SportzWiki brings to you a tactical lowdown on the teams gunning for the ultimate prize: the FIFA World Cup. World and European champions Spain are under the firing line, as we assess the various tactical plans in order for La Furia Roja, their strengths and weaknesses and how they could do the job.

After breezing through to win the Euro 2012, Spain sealed their spot in the World Cup with some ease, although France did pose some worrying moments on the way. But as they have known and learnt to do, Spain got out of jail with consummate ease. Vicente del Bosque’s side chase history yet again, and this time the stakes have got a little bit higher for their own liking. Brazil has already been tasted before, last year’s Confederation Cup loss against Brazil will provide a sweet reminder that under no circumstances should they take things for granted. And the conditions won’t do them any favour either.

Spain’s tactics on-paper is easier to figure out, but they rarely go by the books. Del Bosque will once again go for his favoured 4-3-3, with or without a proper number nine. The trusted trio of Xabi Alonso, Sergio Busquets and Xavi should form the obvious midfield axis, and there should not be room for a change in shape, regardless of the circumstances. Spain have a plethora of attacking talents, the personnel is more of a problem than shape. Depending on the players he deploys forward, the shape could turn into a pseudo 4-5-1 or a 4-2-4. Spain’s possession based game seems predictable enough, but the fact that they know how to win games could be the big difference.

No more false nines?

Euro 2012 saw Spain lining up in unusual, unorthodox striker-less formations with a glut of highly creative and flair midfielders making up the numbers up front. But that had more to do with an injury to their record goalscorer David Villa and the lack of goalscoring form of the other forwards in Fernando Torres and Fernando Llorente. But Spain are well-stocked this time around, and the biggest reason for hope being the newly-capped goal-machine Diego Costa. The other forwards in Llorente and Alvaro Negredo do not look too bad, and it is time that Del Bosque lays to rest his false nine concepts. All of Spain’s forwards love the direct, more physical game with lesser fuss; this unpredictability could be a boon for La Roja this summer.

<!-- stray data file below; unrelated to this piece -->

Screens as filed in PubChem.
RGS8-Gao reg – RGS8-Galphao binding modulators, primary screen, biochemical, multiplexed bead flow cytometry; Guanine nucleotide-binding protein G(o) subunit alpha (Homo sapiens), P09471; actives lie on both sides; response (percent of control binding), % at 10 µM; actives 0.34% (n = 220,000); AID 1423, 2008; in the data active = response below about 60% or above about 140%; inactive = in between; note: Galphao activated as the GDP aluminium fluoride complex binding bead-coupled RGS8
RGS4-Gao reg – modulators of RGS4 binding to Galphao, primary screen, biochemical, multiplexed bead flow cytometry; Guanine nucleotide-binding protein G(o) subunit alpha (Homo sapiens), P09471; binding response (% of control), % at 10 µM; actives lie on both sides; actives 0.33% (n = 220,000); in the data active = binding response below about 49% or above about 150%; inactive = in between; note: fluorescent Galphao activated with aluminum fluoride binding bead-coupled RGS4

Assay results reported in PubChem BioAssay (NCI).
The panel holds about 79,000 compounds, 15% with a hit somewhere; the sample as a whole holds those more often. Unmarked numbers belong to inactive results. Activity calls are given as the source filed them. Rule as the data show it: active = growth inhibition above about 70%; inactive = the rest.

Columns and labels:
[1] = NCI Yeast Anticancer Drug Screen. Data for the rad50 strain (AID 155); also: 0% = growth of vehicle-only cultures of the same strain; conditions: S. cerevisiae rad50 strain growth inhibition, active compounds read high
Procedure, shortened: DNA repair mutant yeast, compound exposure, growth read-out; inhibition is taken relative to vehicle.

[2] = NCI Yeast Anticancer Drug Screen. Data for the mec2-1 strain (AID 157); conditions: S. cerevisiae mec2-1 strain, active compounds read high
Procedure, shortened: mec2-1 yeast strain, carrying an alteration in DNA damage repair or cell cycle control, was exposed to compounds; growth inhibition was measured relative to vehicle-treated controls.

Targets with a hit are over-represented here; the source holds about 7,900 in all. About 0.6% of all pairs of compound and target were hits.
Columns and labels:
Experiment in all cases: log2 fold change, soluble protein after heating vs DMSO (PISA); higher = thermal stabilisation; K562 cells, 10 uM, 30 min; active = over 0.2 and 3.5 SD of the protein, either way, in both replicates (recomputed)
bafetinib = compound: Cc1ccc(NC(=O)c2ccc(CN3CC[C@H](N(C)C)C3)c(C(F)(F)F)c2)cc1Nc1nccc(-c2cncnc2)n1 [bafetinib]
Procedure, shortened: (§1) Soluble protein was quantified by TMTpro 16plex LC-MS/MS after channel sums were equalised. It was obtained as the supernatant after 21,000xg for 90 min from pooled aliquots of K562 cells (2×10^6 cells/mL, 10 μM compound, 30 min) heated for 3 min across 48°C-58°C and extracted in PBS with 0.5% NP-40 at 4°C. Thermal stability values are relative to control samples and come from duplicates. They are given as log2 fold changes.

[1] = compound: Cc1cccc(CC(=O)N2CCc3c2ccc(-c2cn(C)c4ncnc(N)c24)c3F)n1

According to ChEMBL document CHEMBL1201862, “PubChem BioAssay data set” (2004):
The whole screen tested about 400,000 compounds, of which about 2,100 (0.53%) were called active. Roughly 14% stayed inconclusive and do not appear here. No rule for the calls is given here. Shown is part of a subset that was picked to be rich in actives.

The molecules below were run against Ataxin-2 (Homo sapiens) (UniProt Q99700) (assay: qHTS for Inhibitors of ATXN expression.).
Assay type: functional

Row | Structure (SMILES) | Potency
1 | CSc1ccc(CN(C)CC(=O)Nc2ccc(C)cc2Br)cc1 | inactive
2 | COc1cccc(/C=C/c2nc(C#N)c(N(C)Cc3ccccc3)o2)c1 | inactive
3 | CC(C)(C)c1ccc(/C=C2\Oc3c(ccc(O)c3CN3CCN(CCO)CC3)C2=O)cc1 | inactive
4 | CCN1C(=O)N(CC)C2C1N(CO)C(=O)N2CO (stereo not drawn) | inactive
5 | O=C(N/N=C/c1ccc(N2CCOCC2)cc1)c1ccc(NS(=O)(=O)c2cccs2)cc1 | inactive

The ability to change going forward

Spain’s mudpool of attacking talent means that they could change the dynamics of a game with one key change during a game. Del Bosque’s favoured setup would see David Silva and Andres Iniesta ahead of the midfield trio flanking the lone man upfront, on current form that is. Both are flamboyant, creative midfielders who love to dribble and caress their way infield. This makes for a compact zone in the middle with no wide outlets, which would make sense against some teams. But looking at the bench with the brilliant options out wide; the likes of Pedro, Jesus Navas, Santi Cazorla and even Koke could change the setup completely, although the shape remains largely the same. This opens up the width in spectacular fashion, and could cause more than a few damages to teams expecting a one-way throttle from Spain.

Defensive worries

It is somewhat worrying that Del Bosque has gone for an inexperienced back-line for an event of such magnitude and consequence. Sergio Ramos and Gerard Pique are the most experienced duo, the rest are unproven or youngsters making the grade up. The full-backs Jordi Alba and Alvaro Arbeloa were run ragged in the Confeds and the Euros; and it is somewhat good riddance that the weak-link Arbeloa isn’t on the travelling party owing to injury. Still Alba remains a big concern, although not that big when the right-backs are assessed. Atletico Madrid’s Juanfran looks odds-on favourite to play there, but he has only played seven times for Spain before. The other options in Carvajal and Cesar Azpilicueta are even more inexperienced on the big stage. Alba’s understudy Alberto Moreno is uncapped too. Spain’s defence looks hopelessly deficient this time around, probably summed up by the selection of the walking calamity Raul Albiol in place of the retired Carles Puyol.


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